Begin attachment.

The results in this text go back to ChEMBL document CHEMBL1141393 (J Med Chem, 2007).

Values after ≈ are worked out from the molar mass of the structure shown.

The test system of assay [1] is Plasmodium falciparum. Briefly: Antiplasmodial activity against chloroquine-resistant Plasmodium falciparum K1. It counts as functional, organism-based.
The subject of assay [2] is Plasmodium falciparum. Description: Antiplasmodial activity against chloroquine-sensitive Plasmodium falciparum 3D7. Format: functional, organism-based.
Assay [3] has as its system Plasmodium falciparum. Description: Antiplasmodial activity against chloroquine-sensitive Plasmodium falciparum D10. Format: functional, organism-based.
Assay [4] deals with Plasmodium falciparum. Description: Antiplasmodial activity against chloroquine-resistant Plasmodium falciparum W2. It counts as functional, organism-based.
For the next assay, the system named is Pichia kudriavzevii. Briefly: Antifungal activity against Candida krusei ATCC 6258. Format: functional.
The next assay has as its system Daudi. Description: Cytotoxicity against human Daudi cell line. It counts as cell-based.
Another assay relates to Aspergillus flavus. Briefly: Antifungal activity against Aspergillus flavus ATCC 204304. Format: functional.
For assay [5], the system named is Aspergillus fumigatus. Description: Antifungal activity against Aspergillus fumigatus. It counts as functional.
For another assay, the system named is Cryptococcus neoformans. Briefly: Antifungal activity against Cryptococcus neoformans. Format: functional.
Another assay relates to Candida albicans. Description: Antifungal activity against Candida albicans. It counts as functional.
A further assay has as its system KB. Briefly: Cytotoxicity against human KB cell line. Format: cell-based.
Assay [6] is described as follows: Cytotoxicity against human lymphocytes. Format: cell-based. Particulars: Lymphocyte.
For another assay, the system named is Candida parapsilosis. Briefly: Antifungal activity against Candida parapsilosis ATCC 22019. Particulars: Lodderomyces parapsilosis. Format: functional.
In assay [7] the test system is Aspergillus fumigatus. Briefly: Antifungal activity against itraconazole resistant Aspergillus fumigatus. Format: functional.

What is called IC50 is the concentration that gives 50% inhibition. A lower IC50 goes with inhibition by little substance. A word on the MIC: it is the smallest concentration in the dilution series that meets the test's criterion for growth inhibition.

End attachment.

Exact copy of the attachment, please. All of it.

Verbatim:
The results in this text go back to ChEMBL document CHEMBL1141393 (J Med Chem, 2007).

Values after ≈ are worked out from the molar mass of the structure shown.

The test system of assay [1] is Plasmodium falciparum. Briefly: Antiplasmodial activity against chloroquine-resistant Plasmodium falciparum K1. It counts as functional, organism-based.
The subject of assay [2] is Plasmodium falciparum. Description: Antiplasmodial activity against chloroquine-sensitive Plasmodium falciparum 3D7. Format: functional, organism-based.
Assay [3] has as its system Plasmodium falciparum. Description: Antiplasmodial activity against chloroquine-sensitive Plasmodium falciparum D10. Format: functional, organism-based.
Assay [4] deals with Plasmodium falciparum. Description: Antiplasmodial activity against chloroquine-resistant Plasmodium falciparum W2. It counts as functional, organism-based.
For the next assay, the system named is Pichia kudriavzevii. Briefly: Antifungal activity against Candida krusei ATCC 6258. Format: functional.
The next assay has as its system Daudi. Description: Cytotoxicity against human Daudi cell line. It counts as cell-based.
Another assay relates to Aspergillus flavus. Briefly: Antifungal activity against Aspergillus flavus ATCC 204304. Format: functional.
For assay [5], the system named is Aspergillus fumigatus. Description: Antifungal activity against Aspergillus fumigatus. It counts as functional.
For another assay, the system named is Cryptococcus neoformans. Briefly: Antifungal activity against Cryptococcus neoformans. Format: functional.
Another assay relates to Candida albicans. Description: Antifungal activity against Candida albicans. It counts as functional.
A further assay has as its system KB. Briefly: Cytotoxicity against human KB cell line. Format: cell-based.
Assay [6] is described as follows: Cytotoxicity against human lymphocytes. Format: cell-based. Particulars: Lymphocyte.
For another assay, the system named is Candida parapsilosis. Briefly: Antifungal activity against Candida parapsilosis ATCC 22019. Particulars: Lodderomyces parapsilosis. Format: functional.
In assay [7] the test system is Aspergillus fumigatus. Briefly: Antifungal activity against itraconazole resistant Aspergillus fumigatus. Format: functional.

What is called IC50 is the concentration that gives 50% inhibition. A lower IC50 goes with inhibition by little substance. A word on the MIC: it is the smallest concentration in the dilution series that meets the test's criterion for growth inhibition.